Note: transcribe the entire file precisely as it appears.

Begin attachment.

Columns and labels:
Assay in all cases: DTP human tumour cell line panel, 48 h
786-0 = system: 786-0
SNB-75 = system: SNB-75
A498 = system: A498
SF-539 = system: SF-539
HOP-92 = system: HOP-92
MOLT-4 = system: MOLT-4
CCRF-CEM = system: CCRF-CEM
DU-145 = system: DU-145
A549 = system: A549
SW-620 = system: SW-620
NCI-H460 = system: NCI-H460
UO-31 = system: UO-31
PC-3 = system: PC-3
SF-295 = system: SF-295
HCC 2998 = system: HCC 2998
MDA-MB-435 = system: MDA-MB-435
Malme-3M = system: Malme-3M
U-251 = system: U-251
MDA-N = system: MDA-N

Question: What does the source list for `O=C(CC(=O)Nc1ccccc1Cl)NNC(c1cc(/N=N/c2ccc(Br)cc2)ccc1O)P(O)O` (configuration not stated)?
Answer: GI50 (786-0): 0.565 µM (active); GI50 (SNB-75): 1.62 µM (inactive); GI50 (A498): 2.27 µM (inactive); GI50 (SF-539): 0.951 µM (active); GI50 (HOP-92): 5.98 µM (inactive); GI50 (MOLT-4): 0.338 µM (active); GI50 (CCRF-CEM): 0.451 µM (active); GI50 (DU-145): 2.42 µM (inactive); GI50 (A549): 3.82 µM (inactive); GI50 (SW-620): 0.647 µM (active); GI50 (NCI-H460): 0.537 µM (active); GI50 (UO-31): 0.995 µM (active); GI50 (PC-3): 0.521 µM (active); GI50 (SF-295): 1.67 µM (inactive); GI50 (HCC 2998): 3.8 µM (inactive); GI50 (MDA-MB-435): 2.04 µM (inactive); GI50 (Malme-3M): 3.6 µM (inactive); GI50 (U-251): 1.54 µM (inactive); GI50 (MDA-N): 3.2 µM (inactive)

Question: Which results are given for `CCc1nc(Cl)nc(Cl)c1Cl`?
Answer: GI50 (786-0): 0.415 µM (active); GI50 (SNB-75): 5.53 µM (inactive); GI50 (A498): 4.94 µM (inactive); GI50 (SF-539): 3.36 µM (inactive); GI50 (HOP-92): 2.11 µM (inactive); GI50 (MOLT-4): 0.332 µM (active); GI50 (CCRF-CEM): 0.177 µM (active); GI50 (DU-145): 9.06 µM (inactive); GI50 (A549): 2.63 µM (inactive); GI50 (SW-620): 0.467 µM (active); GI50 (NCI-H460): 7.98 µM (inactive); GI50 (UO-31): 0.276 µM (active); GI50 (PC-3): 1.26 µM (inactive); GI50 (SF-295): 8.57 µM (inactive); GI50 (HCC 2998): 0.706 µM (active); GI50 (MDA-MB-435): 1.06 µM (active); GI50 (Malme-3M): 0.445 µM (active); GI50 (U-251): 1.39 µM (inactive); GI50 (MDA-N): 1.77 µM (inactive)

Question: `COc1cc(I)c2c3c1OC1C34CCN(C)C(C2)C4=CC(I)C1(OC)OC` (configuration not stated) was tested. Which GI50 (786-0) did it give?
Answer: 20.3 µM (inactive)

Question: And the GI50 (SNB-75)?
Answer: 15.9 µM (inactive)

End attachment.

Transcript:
Columns and labels:
Assay in all cases: DTP human tumour cell line panel, 48 h
786-0 = system: 786-0
SNB-75 = system: SNB-75
A498 = system: A498
SF-539 = system: SF-539
HOP-92 = system: HOP-92
MOLT-4 = system: MOLT-4
CCRF-CEM = system: CCRF-CEM
DU-145 = system: DU-145
A549 = system: A549
SW-620 = system: SW-620
NCI-H460 = system: NCI-H460
UO-31 = system: UO-31
PC-3 = system: PC-3
SF-295 = system: SF-295
HCC 2998 = system: HCC 2998
MDA-MB-435 = system: MDA-MB-435
Malme-3M = system: Malme-3M
U-251 = system: U-251
MDA-N = system: MDA-N

Question: What does the source list for `O=C(CC(=O)Nc1ccccc1Cl)NNC(c1cc(/N=N/c2ccc(Br)cc2)ccc1O)P(O)O` (configuration not stated)?
Answer: GI50 (786-0): 0.565 µM (active); GI50 (SNB-75): 1.62 µM (inactive); GI50 (A498): 2.27 µM (inactive); GI50 (SF-539): 0.951 µM (active); GI50 (HOP-92): 5.98 µM (inactive); GI50 (MOLT-4): 0.338 µM (active); GI50 (CCRF-CEM): 0.451 µM (active); GI50 (DU-145): 2.42 µM (inactive); GI50 (A549): 3.82 µM (inactive); GI50 (SW-620): 0.647 µM (active); GI50 (NCI-H460): 0.537 µM (active); GI50 (UO-31): 0.995 µM (active); GI50 (PC-3): 0.521 µM (active); GI50 (SF-295): 1.67 µM (inactive); GI50 (HCC 2998): 3.8 µM (inactive); GI50 (MDA-MB-435): 2.04 µM (inactive); GI50 (Malme-3M): 3.6 µM (inactive); GI50 (U-251): 1.54 µM (inactive); GI50 (MDA-N): 3.2 µM (inactive)

Question: Which results are given for `CCc1nc(Cl)nc(Cl)c1Cl`?
Answer: GI50 (786-0): 0.415 µM (active); GI50 (SNB-75): 5.53 µM (inactive); GI50 (A498): 4.94 µM (inactive); GI50 (SF-539): 3.36 µM (inactive); GI50 (HOP-92): 2.11 µM (inactive); GI50 (MOLT-4): 0.332 µM (active); GI50 (CCRF-CEM): 0.177 µM (active); GI50 (DU-145): 9.06 µM (inactive); GI50 (A549): 2.63 µM (inactive); GI50 (SW-620): 0.467 µM (active); GI50 (NCI-H460): 7.98 µM (inactive); GI50 (UO-31): 0.276 µM (active); GI50 (PC-3): 1.26 µM (inactive); GI50 (SF-295): 8.57 µM (inactive); GI50 (HCC 2998): 0.706 µM (active); GI50 (MDA-MB-435): 1.06 µM (active); GI50 (Malme-3M): 0.445 µM (active); GI50 (U-251): 1.39 µM (inactive); GI50 (MDA-N): 1.77 µM (inactive)

Question: `COc1cc(I)c2c3c1OC1C34CCN(C)C(C2)C4=CC(I)C1(OC)OC` (configuration not stated) was tested. Which GI50 (786-0) did it give?
Answer: 20.3 µM (inactive)

Question: And the GI50 (SNB-75)?
Answer: 15.9 µM (inactive)